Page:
ECA checks whether EU help for rule of law in WB was appropriately designed

The audit preview, published on Tuesday, provides information about the ongoing task

Photo: ECA Juhan Parts.

The Luxembourg-based European Court of Auditors (ECA) is currently assessing the effectiveness of EU measures to support the rule of law – a requirement for accession – in the Western Balkans. The audit is covering four candidate countries - Albania, North Macedonia, Montenegro and Serbia and two potential candidate countries - Bosnia and Herzegovina and Kosovo.

The audit preview, published on Tuesday, provides information about an ongoing audit task on strengthening the rule of law in the Western Balkans. The audit is scheduled for completion towards the end of 2021.

Rule of law is a fundamental European value and although there is no formal EU definition, it is generally understood to include the following six principles: equality before the law, legal certainty, separation of powers, independent and impartial courts, transparent and democratic legislative procedures and effective judicial review. Strengthening the rule of law is therefore intrinsically linked to the fight against corruption. It is also a key condition for economic growth.

To join the EU, candidate countries must demonstrate their capacity to take on the obligations of EU membership, as set out in the 1993 ‘Copenhagen criteria’. The first of these criteria relates to the existence of developed, stable institutions guaranteeing democracy, the rule of law, human rights, and respect for and protection of minorities. The speed of accession negotiations thus largely depends on progress made in this area.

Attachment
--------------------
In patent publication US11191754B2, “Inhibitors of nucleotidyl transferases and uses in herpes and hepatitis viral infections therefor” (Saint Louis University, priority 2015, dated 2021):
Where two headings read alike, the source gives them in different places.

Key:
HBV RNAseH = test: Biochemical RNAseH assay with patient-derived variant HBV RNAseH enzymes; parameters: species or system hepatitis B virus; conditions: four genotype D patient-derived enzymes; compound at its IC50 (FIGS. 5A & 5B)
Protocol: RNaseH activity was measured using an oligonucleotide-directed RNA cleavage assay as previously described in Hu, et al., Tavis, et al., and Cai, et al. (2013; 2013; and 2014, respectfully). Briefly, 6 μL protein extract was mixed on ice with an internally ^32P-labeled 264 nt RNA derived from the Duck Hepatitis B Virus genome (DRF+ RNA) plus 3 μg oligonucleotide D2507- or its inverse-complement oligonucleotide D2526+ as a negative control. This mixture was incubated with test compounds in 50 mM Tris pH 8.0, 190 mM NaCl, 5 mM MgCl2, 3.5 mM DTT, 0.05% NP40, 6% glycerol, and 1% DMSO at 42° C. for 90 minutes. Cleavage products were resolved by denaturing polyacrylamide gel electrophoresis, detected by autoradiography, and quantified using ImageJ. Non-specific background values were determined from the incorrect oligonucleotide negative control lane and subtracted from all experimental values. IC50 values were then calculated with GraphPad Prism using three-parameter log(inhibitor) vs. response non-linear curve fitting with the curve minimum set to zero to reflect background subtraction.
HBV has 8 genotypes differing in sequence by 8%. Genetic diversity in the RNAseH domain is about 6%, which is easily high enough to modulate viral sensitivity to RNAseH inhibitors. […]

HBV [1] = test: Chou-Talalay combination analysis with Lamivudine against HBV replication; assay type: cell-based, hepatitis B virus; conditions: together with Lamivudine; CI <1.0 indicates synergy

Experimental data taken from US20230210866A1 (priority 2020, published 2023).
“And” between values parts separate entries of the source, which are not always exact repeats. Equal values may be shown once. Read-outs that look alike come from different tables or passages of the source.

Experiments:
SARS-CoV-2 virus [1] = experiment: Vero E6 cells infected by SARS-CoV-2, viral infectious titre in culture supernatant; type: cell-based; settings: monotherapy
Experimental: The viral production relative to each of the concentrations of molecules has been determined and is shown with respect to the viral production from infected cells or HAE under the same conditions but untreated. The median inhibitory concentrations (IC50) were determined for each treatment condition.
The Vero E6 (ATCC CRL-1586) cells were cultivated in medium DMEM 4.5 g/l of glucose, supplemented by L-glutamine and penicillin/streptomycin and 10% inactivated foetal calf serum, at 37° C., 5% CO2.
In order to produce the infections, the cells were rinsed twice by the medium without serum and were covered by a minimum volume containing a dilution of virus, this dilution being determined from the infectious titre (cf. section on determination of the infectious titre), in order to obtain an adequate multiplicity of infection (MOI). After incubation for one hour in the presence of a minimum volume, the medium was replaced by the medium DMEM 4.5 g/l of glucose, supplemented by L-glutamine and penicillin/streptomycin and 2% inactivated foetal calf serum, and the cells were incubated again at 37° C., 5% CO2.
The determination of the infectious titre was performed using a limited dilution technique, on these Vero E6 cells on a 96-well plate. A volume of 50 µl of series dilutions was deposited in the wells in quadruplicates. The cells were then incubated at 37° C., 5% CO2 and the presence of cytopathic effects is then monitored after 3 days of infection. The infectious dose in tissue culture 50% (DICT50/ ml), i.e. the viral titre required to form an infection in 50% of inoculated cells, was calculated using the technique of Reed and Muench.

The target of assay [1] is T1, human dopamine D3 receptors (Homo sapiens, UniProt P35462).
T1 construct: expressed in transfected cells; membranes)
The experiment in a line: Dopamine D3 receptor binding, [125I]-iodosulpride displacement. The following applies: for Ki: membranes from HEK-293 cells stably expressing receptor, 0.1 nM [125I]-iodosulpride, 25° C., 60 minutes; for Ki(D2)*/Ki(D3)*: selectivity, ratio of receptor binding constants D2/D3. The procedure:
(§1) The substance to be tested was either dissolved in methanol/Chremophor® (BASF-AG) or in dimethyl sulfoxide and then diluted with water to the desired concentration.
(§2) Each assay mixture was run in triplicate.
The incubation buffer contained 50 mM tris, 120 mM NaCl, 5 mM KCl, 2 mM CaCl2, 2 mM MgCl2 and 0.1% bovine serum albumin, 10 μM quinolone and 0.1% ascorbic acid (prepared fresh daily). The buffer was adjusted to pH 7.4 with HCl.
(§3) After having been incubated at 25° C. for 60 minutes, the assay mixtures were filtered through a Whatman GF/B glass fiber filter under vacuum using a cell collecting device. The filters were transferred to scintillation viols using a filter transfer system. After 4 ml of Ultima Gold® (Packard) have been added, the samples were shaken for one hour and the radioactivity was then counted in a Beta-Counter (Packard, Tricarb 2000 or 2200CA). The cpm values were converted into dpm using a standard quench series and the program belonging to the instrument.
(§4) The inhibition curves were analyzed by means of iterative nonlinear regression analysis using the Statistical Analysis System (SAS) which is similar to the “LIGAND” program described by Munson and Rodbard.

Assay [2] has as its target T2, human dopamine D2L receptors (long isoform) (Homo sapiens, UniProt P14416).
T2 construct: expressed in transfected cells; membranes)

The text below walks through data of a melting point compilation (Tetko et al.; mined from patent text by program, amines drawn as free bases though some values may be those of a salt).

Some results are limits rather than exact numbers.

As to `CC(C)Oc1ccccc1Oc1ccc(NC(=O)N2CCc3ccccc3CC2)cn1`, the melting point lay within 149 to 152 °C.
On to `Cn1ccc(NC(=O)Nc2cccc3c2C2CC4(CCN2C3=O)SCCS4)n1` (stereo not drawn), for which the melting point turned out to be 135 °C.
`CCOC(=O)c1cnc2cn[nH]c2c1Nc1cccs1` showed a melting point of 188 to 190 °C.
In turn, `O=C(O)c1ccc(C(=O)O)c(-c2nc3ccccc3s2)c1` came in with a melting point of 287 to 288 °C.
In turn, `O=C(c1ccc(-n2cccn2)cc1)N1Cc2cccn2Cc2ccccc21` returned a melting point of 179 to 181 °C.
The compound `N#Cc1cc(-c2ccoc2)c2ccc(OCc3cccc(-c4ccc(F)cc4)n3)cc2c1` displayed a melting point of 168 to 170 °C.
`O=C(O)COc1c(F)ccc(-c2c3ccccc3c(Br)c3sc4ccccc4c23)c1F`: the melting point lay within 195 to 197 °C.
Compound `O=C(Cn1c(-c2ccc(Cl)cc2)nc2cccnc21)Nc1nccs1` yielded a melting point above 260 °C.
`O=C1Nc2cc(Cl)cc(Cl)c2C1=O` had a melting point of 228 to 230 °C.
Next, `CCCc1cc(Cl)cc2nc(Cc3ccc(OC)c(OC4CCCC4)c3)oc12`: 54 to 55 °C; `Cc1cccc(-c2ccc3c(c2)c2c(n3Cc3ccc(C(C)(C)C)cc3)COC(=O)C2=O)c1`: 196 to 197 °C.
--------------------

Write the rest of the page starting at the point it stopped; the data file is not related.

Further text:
Rule of law is a non-negotiable prerequisite for EU membership and yet, Western Balkan countries are still facing issues concerning corruption and how their public institutions function, which hinder their accession to the EU, said Juhan Parts, the Member of the European Court of Auditors responsible for the audit. Our audit will examine whether the EU genuinely helps them achieve progress in these fields, so that they can soon be on their way to joining the Union, Mr Parts added.

The EU's relations with the Western Balkan countries take place within what is known as the ‘stabilisation and association process’. It provides support for the rule of law mainly through political dialogue, as well as granting financial and technical assistance to help implement the necessary reforms.

Overall, for the 2014-2020 period, the EU allocated some €700m to the Western Balkans to support the rule of law and fundamental rights, representing 16 % of EU bilateral assistance to these countries.

The aim of the audit, which has just started, is to determine how effective these measures have been in strengthening the rule of law the Western Balkans. In particular, the auditors are examining whether EU support for the rule of law was appropriately designed, well used to address key issues identified and resulted in concrete and sustainable improvements, in line with EU standards.

The ECA specifies that audit previews are based on preparatory work undertaken before the start of an audit and should not be regarded as audit observations, conclusions or recommendations.

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